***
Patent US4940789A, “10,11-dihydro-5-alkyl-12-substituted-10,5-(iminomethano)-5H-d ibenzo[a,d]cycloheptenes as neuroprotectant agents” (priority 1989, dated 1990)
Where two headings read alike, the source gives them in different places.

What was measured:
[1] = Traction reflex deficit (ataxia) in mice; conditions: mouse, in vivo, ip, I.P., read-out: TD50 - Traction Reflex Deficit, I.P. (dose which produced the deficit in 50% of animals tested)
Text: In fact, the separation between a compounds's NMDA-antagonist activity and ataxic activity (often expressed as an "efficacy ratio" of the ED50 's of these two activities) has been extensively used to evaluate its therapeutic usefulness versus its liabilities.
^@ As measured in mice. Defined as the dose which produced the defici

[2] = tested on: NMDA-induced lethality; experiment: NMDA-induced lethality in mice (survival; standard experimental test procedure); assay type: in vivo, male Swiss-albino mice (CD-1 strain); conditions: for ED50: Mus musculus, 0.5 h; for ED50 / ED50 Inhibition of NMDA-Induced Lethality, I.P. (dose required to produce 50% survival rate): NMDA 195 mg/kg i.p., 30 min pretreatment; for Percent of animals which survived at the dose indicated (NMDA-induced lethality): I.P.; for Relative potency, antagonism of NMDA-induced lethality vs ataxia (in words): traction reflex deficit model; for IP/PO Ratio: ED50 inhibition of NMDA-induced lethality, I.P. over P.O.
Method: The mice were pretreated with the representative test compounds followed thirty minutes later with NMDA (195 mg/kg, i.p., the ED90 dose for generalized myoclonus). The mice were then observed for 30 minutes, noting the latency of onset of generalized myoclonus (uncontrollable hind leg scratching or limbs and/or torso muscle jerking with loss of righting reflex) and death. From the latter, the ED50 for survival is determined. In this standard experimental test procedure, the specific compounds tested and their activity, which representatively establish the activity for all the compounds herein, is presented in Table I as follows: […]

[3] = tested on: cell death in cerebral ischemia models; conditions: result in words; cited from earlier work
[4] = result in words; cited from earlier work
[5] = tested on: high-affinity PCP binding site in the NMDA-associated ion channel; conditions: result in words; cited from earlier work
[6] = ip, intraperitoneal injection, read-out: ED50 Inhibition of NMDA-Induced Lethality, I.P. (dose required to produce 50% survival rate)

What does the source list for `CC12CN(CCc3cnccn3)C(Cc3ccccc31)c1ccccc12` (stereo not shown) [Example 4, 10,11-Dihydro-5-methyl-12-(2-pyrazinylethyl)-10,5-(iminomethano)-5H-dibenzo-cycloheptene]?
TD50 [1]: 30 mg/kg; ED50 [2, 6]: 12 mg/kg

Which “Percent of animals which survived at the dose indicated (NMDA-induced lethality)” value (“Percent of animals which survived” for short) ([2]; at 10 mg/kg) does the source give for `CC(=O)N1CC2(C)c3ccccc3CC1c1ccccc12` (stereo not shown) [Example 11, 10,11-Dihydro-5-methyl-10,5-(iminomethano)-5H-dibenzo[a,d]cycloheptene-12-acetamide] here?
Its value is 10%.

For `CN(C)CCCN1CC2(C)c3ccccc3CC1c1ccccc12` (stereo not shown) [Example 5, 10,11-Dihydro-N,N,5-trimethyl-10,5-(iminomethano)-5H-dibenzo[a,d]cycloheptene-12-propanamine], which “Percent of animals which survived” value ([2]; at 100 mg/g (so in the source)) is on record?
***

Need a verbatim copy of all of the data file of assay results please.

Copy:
Patent US4940789A, “10,11-dihydro-5-alkyl-12-substituted-10,5-(iminomethano)-5H-d ibenzo[a,d]cycloheptenes as neuroprotectant agents” (priority 1989, dated 1990)
Where two headings read alike, the source gives them in different places.

What was measured:
[1] = Traction reflex deficit (ataxia) in mice; conditions: mouse, in vivo, ip, I.P., read-out: TD50 - Traction Reflex Deficit, I.P. (dose which produced the deficit in 50% of animals tested)
Text: In fact, the separation between a compounds's NMDA-antagonist activity and ataxic activity (often expressed as an "efficacy ratio" of the ED50 's of these two activities) has been extensively used to evaluate its therapeutic usefulness versus its liabilities.
^@ As measured in mice. Defined as the dose which produced the defici

[2] = tested on: NMDA-induced lethality; experiment: NMDA-induced lethality in mice (survival; standard experimental test procedure); assay type: in vivo, male Swiss-albino mice (CD-1 strain); conditions: for ED50: Mus musculus, 0.5 h; for ED50 / ED50 Inhibition of NMDA-Induced Lethality, I.P. (dose required to produce 50% survival rate): NMDA 195 mg/kg i.p., 30 min pretreatment; for Percent of animals which survived at the dose indicated (NMDA-induced lethality): I.P.; for Relative potency, antagonism of NMDA-induced lethality vs ataxia (in words): traction reflex deficit model; for IP/PO Ratio: ED50 inhibition of NMDA-induced lethality, I.P. over P.O.
Method: The mice were pretreated with the representative test compounds followed thirty minutes later with NMDA (195 mg/kg, i.p., the ED90 dose for generalized myoclonus). The mice were then observed for 30 minutes, noting the latency of onset of generalized myoclonus (uncontrollable hind leg scratching or limbs and/or torso muscle jerking with loss of righting reflex) and death. From the latter, the ED50 for survival is determined. In this standard experimental test procedure, the specific compounds tested and their activity, which representatively establish the activity for all the compounds herein, is presented in Table I as follows: […]

[3] = tested on: cell death in cerebral ischemia models; conditions: result in words; cited from earlier work
[4] = result in words; cited from earlier work
[5] = tested on: high-affinity PCP binding site in the NMDA-associated ion channel; conditions: result in words; cited from earlier work
[6] = ip, intraperitoneal injection, read-out: ED50 Inhibition of NMDA-Induced Lethality, I.P. (dose required to produce 50% survival rate)

What does the source list for `CC12CN(CCc3cnccn3)C(Cc3ccccc31)c1ccccc12` (stereo not shown) [Example 4, 10,11-Dihydro-5-methyl-12-(2-pyrazinylethyl)-10,5-(iminomethano)-5H-dibenzo-cycloheptene]?
TD50 [1]: 30 mg/kg; ED50 [2, 6]: 12 mg/kg

Which “Percent of animals which survived at the dose indicated (NMDA-induced lethality)” value (“Percent of animals which survived” for short) ([2]; at 10 mg/kg) does the source give for `CC(=O)N1CC2(C)c3ccccc3CC1c1ccccc12` (stereo not shown) [Example 11, 10,11-Dihydro-5-methyl-10,5-(iminomethano)-5H-dibenzo[a,d]cycloheptene-12-acetamide] here?
Its value is 10%.

For `CN(C)CCCN1CC2(C)c3ccccc3CC1c1ccccc12` (stereo not shown) [Example 5, 10,11-Dihydro-N,N,5-trimethyl-10,5-(iminomethano)-5H-dibenzo[a,d]cycloheptene-12-propanamine], which “Percent of animals which survived” value ([2]; at 100 mg/g (so in the source)) is on record?